The Tokyo District Court dismissed on Friday a man’s claim demanding that Google Inc. remove a record of his arrest on a fraud charge more than 10 years ago in internet search results.
Presiding Judge Katsuhiko Okazaki said in the ruling, “Leaving the fact of the arrest known at low cost serves the public interest.”
The man, who led a fraud group for cash withdrawal and was given a suspended prison term, lives in Tokyo and runs a company. His lawyer plans to appeal the decision.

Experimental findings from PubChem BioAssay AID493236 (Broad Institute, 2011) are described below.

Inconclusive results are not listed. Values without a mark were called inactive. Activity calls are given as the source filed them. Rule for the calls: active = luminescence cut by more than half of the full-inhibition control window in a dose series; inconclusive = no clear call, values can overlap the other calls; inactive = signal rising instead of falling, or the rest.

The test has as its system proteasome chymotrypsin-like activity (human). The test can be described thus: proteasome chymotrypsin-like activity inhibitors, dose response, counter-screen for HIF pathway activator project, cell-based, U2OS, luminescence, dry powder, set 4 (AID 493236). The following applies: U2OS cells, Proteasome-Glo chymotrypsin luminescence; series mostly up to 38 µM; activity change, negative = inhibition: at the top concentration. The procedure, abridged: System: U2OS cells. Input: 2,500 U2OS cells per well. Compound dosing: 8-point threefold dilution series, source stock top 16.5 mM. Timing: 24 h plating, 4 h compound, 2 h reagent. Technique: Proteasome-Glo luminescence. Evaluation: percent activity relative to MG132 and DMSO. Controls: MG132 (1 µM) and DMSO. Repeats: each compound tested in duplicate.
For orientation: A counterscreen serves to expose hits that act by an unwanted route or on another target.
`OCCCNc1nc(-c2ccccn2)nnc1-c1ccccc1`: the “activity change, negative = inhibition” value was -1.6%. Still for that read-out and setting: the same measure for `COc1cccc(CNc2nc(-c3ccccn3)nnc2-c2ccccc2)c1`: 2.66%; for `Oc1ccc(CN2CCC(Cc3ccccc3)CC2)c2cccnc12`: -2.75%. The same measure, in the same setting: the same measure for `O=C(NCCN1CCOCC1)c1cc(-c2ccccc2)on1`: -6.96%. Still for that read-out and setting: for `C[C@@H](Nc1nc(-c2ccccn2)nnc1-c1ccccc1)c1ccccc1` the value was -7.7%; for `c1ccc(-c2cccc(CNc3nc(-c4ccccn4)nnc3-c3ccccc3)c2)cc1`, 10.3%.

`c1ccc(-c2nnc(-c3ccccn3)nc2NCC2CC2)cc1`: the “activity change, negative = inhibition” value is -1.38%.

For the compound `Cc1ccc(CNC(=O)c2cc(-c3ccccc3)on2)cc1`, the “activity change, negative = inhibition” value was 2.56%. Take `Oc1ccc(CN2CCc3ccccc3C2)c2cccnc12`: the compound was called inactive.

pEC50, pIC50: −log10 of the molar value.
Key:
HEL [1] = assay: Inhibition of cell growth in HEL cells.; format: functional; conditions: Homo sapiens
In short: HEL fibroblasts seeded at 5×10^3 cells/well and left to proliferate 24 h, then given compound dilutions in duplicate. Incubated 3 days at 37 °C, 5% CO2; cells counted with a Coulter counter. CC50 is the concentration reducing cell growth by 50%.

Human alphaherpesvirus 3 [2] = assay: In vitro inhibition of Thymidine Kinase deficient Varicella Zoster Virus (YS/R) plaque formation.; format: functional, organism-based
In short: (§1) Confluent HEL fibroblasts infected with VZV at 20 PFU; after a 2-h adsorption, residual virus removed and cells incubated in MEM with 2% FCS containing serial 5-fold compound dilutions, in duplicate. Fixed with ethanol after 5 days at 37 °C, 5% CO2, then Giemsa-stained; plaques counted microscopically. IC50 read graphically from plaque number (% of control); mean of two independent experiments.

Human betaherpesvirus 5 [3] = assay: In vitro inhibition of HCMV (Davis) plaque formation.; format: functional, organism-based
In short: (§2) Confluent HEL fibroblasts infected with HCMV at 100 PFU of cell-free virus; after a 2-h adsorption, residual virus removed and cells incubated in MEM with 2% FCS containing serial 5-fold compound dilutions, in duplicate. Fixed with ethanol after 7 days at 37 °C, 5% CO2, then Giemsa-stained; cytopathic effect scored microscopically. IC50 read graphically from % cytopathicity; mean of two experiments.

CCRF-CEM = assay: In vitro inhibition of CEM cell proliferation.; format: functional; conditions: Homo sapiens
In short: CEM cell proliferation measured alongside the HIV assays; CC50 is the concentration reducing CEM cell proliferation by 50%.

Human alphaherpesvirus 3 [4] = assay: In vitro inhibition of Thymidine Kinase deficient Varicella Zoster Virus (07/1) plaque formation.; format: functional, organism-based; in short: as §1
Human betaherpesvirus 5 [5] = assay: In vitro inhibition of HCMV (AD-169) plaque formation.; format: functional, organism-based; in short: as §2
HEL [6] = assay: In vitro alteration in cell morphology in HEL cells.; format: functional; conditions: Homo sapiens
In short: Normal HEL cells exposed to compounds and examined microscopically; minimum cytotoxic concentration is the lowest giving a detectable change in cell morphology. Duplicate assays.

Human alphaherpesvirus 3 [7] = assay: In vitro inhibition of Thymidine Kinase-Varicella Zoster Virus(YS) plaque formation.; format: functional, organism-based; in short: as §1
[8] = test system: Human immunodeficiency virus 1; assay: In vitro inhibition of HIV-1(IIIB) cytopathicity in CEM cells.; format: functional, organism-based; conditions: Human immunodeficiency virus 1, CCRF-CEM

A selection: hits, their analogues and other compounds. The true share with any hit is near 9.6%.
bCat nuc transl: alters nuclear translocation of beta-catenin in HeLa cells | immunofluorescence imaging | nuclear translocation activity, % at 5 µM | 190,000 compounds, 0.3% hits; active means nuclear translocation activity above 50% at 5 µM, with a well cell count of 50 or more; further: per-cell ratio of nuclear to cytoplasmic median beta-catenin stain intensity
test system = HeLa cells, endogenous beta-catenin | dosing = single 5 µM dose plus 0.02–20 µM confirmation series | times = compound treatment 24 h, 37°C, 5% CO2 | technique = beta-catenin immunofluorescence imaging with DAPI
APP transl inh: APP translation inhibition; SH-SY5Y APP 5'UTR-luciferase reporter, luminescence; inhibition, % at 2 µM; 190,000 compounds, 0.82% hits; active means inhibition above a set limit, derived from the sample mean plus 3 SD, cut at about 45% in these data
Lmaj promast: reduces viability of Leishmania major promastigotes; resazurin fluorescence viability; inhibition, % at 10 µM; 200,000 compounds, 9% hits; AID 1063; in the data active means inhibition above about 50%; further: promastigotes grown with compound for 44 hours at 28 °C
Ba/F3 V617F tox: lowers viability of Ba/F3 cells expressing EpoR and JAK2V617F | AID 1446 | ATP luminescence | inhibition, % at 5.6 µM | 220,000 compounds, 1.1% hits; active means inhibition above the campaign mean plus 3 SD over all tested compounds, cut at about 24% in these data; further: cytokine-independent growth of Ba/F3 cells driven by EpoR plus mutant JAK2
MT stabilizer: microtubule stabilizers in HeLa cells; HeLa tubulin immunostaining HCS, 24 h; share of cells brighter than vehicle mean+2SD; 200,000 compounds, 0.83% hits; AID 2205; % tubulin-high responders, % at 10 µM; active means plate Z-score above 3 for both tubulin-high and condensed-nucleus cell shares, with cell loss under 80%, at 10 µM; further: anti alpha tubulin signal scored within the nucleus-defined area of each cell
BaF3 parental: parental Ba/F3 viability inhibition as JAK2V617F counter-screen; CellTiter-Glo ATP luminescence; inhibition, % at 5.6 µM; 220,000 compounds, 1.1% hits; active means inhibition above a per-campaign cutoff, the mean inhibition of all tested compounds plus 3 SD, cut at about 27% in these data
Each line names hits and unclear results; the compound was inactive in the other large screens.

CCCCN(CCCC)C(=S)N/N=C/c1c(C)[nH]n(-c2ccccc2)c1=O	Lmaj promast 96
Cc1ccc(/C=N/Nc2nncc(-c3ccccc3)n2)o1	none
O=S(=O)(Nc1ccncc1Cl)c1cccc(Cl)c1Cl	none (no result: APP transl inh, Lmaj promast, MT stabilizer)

Google welcomed the court decision, saying in a comment, “The ruling respects a right to know and access to information.”
Judge Okazaki said, “It was a high-profile case. The public interest has not faded away as only about five years have passed since his probation period was over.”
It is legitimate for business clients to be able to learn such facts about the man as part of credit research, the judge said, although acknowledging that the plaintiff may be inconvenienced if his acquaintances see the search result and distance themselves from him.
The plaintiff said his arrest record can be found by searching for his name and address.
Source: Japan Time